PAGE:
Celebrating difference is just the first step

I have become increasingly confident that one of the ways we can promote innovation and truly experience the abundance around us is by making it easier for difference in people and systems to be acknowledged. There should be no need to be scared of being misunderstood, and being radically different. There should be no need to pursue conforming to what society calls ‘normal’.

This conviction was reignited a few weeks ago, as I moderated the weeklong fellowship for selected finalists of The Nigeria Prize for Difference and Diversity. Over the course of their fellowship, we discussed touchy topics, as they interacted with some of the best minds in Nigeria working across the various strata of society [1].

Endowed with a million Naira by Chude, the prize finds and supports young people across Nigeria who are creating safe spaces for and giving voice to people who are different in seven key areas: gender, sexuality, faith and spirituality, mental and emotional health, art, special needs, and human rights.

As a member of the central working committee, I was amazed by the stories of several applicants and those of the finalists. I was in awe at the work they are doing, and in a few cases, upset at the experiences and sacrifices they’ve made, and the prices they paid because of non-conformity and difference. In a world often optimized for conformity, progress is hinged on accepting and celebrating the diversity and difference around us.

I learnt about the work Adelola Edema is doing as an autism educator, the persistence of Angel Nduka-Nwosu whose platform, As Equals Africa is a growing feminist community on the African continent. I listened as Ani Kayode Somtochukwu shared what they have been through as a queer liberation activist, and as Chisom Ogbummuo made it her responsibility to create space, to hold space, and be a space for conversations worth holding. I smiled when I told Daniel Orubo how the stories he wrote at Zikoko have allowed others to appreciate the diversity in how love is experienced by others.

I met with Elizabeth Talatu Williams, Ezeigwe Juliet Chioma, Mike Daemon, and Sada Malumfashi whose works across development activism, gender equality advocacy, human rights advocacy, and journalism respectively have led to the safety of many in underserved and often ‘obscure’ communities. I noticed the quests of Michael Nwah Ernest and Toluse Dove Francis to make emotional and mental wellness accessible to all, and Oluwatobiloba Ajayi’s approach to ensuring children living with cerebral palsy get more options for independence and learning. I learnt from the story of Solomon Ayodele who founded Boys Quarters Africa to give boys a chance at grooming that opens more doors for them in the future; and the courage of Vincent Desmond and Zainab Adakole who are creating safe spaces for sexual minorities in different parts of Nigeria.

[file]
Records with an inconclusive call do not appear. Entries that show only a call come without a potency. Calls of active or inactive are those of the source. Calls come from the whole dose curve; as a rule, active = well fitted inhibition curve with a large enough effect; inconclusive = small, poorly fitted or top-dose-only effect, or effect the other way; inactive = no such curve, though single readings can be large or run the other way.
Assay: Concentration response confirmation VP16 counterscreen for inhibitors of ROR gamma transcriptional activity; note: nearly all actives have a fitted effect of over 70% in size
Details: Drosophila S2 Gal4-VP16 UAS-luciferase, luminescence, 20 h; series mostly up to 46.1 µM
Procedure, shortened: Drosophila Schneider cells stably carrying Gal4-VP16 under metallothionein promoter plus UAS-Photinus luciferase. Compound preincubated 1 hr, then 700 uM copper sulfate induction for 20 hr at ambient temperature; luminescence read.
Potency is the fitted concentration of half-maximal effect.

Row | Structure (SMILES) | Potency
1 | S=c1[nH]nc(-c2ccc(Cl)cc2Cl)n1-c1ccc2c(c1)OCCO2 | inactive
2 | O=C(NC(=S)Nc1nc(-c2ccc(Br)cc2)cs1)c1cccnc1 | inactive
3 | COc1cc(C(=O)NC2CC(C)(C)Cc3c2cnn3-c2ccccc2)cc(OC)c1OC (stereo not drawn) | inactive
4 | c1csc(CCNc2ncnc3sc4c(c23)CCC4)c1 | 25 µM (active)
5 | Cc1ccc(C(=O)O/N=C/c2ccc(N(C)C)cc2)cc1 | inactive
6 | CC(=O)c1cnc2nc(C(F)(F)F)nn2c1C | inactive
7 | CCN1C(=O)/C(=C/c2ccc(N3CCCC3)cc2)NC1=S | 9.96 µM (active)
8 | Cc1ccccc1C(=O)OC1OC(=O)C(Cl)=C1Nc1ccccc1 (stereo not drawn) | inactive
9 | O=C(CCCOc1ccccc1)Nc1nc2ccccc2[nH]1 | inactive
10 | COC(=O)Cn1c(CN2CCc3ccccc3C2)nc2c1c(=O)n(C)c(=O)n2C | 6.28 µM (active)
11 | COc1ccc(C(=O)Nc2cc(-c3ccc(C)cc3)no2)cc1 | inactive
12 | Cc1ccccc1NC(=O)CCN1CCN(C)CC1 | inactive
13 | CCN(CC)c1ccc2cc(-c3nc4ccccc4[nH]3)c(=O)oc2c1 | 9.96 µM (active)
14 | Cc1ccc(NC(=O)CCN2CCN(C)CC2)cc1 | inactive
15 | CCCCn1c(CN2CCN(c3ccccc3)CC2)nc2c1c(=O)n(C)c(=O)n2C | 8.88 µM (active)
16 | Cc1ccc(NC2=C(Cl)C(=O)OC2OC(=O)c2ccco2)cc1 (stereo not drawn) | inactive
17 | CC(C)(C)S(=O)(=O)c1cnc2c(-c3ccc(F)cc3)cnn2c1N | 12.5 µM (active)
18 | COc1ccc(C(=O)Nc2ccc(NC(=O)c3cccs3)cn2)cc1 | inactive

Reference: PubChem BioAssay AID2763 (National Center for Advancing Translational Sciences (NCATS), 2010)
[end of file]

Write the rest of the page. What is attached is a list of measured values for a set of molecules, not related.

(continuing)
I know how it feels to be different, to be tagged solely on what you don’t share with others, especially in communities that dread what they don’t understand. And this made me appreciate the work these beautiful humans do.

The work they do is one of love. The least we should do is celebrate the difference in the world and make it easy for others to bring their full selves forward. There is so much beauty hidden in people; we only see it when we are ready to accept and appreciate individuals for who they are and celebrate that diversity genuinely.

“This conversation about love—and with it acceptance and justice—matters.” Chude wrote while announcing the prize. “The consideration of love as the fundamental ethos of a society that wishes to thrive and ensure the greatest well-being for the greatest many, is as urgent as it has always been. If we all had to wait for people to understand us before they loved us, what kind of world would we have? Without people ready to suspend judgment and empathize with things they cannot understand and cannot prove, who would we be? We ask people to live honestly and live in their truths, and yet we tell them to shut up and stay hidden, because we dislike their truths.”

Not so many people died of so much love, but several are dying every day for the lack of it. Love is the acceptance and celebration of difference. Before inclusion and diversity became words to describe it, love was it. As Blessing Omakwu advised in her GoalKeepers speech, we really should let love be our bias.

Celebrating difference is the first step. Amplifying it as a catalyst for innovation is next. I’m excited about what change this will bring to the African continent over the next decade.

Slowly, but eventually.


[1]. We are thankful to the faculty members, some of which include Olumide Makanjuola, Kiki Mordi, Busola Dakolo, Fu’ad Lawal, Ayodeji Osowobi, Othuke Ominiabohs, Jude Udo Ilo, Gbenga Sesan, and Ayisha Osori. 
Other facilitators include Seun Onigbinde, Walter Ude, Aisha Yesufu, Edwin Okolo, with Shola Bamidele co-hosting this and working behind the scene to ensure a seamless experience for all.